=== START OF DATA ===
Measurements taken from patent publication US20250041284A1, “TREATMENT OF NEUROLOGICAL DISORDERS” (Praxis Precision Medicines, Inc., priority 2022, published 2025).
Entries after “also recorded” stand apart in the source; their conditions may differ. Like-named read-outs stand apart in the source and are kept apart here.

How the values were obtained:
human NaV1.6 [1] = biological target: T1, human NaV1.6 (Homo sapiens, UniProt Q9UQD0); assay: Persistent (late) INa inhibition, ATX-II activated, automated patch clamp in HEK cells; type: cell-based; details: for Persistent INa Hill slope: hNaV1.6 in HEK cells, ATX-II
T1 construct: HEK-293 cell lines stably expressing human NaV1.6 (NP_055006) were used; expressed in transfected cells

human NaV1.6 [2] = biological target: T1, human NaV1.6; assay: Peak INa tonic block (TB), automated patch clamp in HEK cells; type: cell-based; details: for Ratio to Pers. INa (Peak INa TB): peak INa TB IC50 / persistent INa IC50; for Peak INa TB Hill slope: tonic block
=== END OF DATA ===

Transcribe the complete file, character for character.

Measurements taken from patent publication US20250041284A1, “TREATMENT OF NEUROLOGICAL DISORDERS” (Praxis Precision Medicines, Inc., priority 2022, published 2025).
Entries after “also recorded” stand apart in the source; their conditions may differ. Like-named read-outs stand apart in the source and are kept apart here.

How the values were obtained:
human NaV1.6 [1] = biological target: T1, human NaV1.6 (Homo sapiens, UniProt Q9UQD0); assay: Persistent (late) INa inhibition, ATX-II activated, automated patch clamp in HEK cells; type: cell-based; details: for Persistent INa Hill slope: hNaV1.6 in HEK cells, ATX-II
T1 construct: HEK-293 cell lines stably expressing human NaV1.6 (NP_055006) were used; expressed in transfected cells

human NaV1.6 [2] = biological target: T1, human NaV1.6; assay: Peak INa tonic block (TB), automated patch clamp in HEK cells; type: cell-based; details: for Ratio to Pers. INa (Peak INa TB): peak INa TB IC50 / persistent INa IC50; for Peak INa TB Hill slope: tonic block